|Birth: ||Nov. 14, 1907|
District of Columbia
District Of Columbia, USA
|Death: ||Jun. 2, 1992|
Prince George's County
Leonard Charles Dorr was known by several names to his friends and family. Most of us knew him as "Dap", a reference to the "dapper" way he was known to dress in his youthful days before the war. Some of his friends in the auto business around Washington DC called him Leon or just Lee. His brother Bill called him Leonard. I think he referred to himself in semi-formal occasions as L.C Dorr, which more than once caused his name to be recorded as Elsie Dorr. To me, he was always Uncle Dap.
He was born in 1907 to Leonard, Sr. and Catherine Dorr, the oldest of six siblings, including brothers Andrew, Gus, and Bill, and two sisters, Dorothy and Gertrude.
As a youth, Leon spent a good deal of his time playing the "inner city" sports of the day… swimming, some basketball, and a whole lot of tennis. He was a contemporary and tennis partner of local tennis star and journalist Bob Considine.
Early on, Leon worked for a while in a meat packing house, probably the S&K (EssKay) company. He learned a quite a bit about meat and the whole business, and as a result I don't believe anyone was served a bad cut of meat at his dinner table… ever!
Prior to WWII, he spent his time as a young motorcycle courier at the Pentagon. He was one of a small cadre of riders who carried military dispatches between offices throughout the huge structure on their Indian cycles. I believe it was those days of riding motorcycles and working on them with friends in the family garage that gave him a lifelong appreciation of all things automotive and mechanical. Later, he graduated to cars when he was given a used Model T, which he shared with his brothers. Leon had watched the automobile become more and more popular, and he literally grew up with cars.
By the time I met my Uncle Dap, it was 1958 and I was 5 years old. He had retired from working at the Pentagon, where he had been a draftsman. During his wartime stint there, among other things, he had drawn the silhouettes of Axis aircraft for use in training gunners to spot enemy planes, and he'd also penned two postage stamps.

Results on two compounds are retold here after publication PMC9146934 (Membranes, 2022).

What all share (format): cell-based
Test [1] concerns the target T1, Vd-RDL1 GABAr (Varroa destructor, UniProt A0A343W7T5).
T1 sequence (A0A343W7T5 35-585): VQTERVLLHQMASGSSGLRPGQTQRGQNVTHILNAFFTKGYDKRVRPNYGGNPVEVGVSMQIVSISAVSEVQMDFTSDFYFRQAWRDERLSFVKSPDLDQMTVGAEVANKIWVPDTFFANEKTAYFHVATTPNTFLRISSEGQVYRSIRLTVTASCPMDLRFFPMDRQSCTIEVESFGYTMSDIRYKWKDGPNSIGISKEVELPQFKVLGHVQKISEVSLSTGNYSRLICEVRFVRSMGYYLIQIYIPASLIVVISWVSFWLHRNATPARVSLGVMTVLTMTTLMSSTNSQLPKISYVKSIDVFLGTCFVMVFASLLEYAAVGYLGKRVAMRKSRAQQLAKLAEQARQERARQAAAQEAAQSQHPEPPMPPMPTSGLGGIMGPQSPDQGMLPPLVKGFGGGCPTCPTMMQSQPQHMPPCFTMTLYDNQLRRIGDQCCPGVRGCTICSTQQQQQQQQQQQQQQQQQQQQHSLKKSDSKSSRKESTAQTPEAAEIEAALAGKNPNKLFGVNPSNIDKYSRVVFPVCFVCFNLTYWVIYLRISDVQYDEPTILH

Retirement gave him the time to indulge his interests in cars. His early focus was on the classic cars of the 1930s and early 1940s. He spent most of his later retirement years buying and selling used cars, both European and American, tinkering with them and selling them on the weekends. He loved his one-man car business, and it left his schedule flexible to be at home for dinner every evening. I learned a good deal about cars while watching him, and I made a reasonable amount of "pocket" money from washing and cleaning cars for him all thru my grade school years.
Dap had grown up in the Anacostia area of Washington DC, but made his move to the Maryland suburbs in the early 1950s with his wife Margaret and daughter Mary K. From their home, they watched together as the DC area changed through the 50s, 60s, and 70s. Through the years, besides cars, Dap enjoyed watching baseball, keeping up on the local news, following politics, visiting with local family, reminiscing about the early Washington area he knew, and frequent trips to the Maryland and Delaware beaches.
Fort Lincoln Cemetery
Prince George's County
Created by: Conrad Drum
Record added: Nov 28, 2011
Find A Grave Memorial# 81160615